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Natural Materials and Biomass Roofing

By: Jennifer Gray - Updated: 1 Jan 2013 | comments*Discuss
 
Natural Materials And Biomass Roofing

Biomass roofing is the use of plant materials to build roofs. People from around the world have always used whatever vegetation was locally available and abundant to build their roofs. This cultural and environmental diversity has led to a wide range of roofing materials and styles, from the simple and ephemeral to the more durable and complex.

The Different Types of Biomass Roofing

Although hundreds of different plants have been used to roof houses, these can be classified into two main types: thatch and wood tiles.

Thatch

Thatch is one of the oldest forms of roofing, dating back thousands of years. It is found in almost every country, from savannah grasses in Africa to coconut palm fronds in the Caribbean to banana leaves in the Amazon. It was the predominant roofing material in Britain up until the 19th Century and thatched cottages remain a hallmark of the English Countryside.

All sorts of plants have been used for thatching in Britain: oats, reeds, broom, heather, bracken and various grasses. But today only three main thatching materials are used: water reed, wheat reed and long straw.

Water Reed is the most popular thatching material. Both water reed and wheat reed (actually a straw but cut with a binder and combed to give the appearance of reed) give a compact and even texture when applied to a roof. This is in contrast with long straw (wheat straw that has been threshed so that the ears and butts are mixed up together), which gives a shaggy, rounded appearance. The lifespan of thatch is around 30 to 50 years, although this varies widely depending on the skill of the thatcher, the pitch of the roof, the local climate conditions and the quality of the materials.

The technique for thatching is basically the same for all materials: first the thatch is fastened together in bundles about 25 inches in diameter. Each bundle is then laid down with the butt end facing outwards, secured together to the roof beams, and pegged in place with wooden rods. Successive layers are added on top of each other, working from the bottom of the roof up towards the top, with a final layer used to reinforce the ridgeline.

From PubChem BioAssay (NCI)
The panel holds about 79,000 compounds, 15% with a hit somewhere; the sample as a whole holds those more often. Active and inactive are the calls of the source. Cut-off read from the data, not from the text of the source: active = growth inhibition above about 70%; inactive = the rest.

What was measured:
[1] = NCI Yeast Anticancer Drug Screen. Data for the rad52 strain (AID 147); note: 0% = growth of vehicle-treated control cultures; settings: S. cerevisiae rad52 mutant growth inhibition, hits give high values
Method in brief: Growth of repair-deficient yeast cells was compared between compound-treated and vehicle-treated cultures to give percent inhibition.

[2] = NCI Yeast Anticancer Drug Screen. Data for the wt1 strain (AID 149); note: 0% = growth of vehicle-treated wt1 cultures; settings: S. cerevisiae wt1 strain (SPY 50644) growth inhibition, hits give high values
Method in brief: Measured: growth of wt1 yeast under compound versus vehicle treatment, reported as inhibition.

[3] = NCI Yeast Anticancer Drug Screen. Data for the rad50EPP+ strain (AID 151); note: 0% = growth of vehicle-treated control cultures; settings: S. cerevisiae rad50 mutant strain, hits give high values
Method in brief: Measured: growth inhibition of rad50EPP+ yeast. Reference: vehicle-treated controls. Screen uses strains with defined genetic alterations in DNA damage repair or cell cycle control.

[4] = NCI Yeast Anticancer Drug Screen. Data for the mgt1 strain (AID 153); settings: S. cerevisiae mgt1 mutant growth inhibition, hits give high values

Thatch roofs can withstand high winds and heavy rains, provide good thermal insulation and are easy to repair. Thatch is light and needs only a simple support structure, and is flexible so can be used for any roof shape. On the downside, thatching is labour intensive and a certain level of skill is required. The materials can be expensive as reeds are increasingly imported from Europe to keep up with demand. Like all biomass materials, thatch is flammable which means that building restrictions may apply and home insurance can be high.

Wood Tiles: Shingles and Shakes

Wood tiles have been used for roofs since medieval times in Britain. They are traditionally made by hand-splitting logs into small wedge shaped pieces, but today most are manufactured by machine. There are two basic types: shingles, which are sawn, and shakes, which are split. Shakes are thicker and have a more rustic, rough look, whilst shingles are thinner and smoother. Both come in a variety of lengths and are made from the heartwood of unseasoned wood. Hardwood is best, with cedar being the most popular, although any straight-grained wood can be used. Split bamboo can also be used to create Spanish-style tiles, and are popular in some countries, but bamboo has the disadvantage of decaying fast in wet conditions unless chemically treated.

Wood tiles are laid from the bottom of the roof to the top, with each row overlapping the previous one. A cap is placed at the roof ridge. Typically tiles are nailed onto wood strips spaced a few inches apart between the roof beams, to allow air to circulate and prevent decay.

Wood tiles last between 25 - 50 years. Like thatch, they give good insulation and are flexible so can cover any roof shape. They are highly resistant to wind, heavy snow and hail, but must be regularly cleaned of vegetative debris. They are also flammable, and building regulations may prohibit their use in urban areas.

Is Biomass Roofing Sustainable?

The recognised need to use renewable resources has led to a revival of traditional, natural building methods, along with a growing market for biomass roofing. Thatch and wood tiles are not only aesthetically appealing, but are durable and biodegradable. But their sustainability value is diminished if the materials have been imported or produced and treated with chemicals. Biomass roofing is only a true sustainable solution if the materials are obtained from a local, renewable source, and are grown, harvested and manufactured in an environmentally sensitive way.

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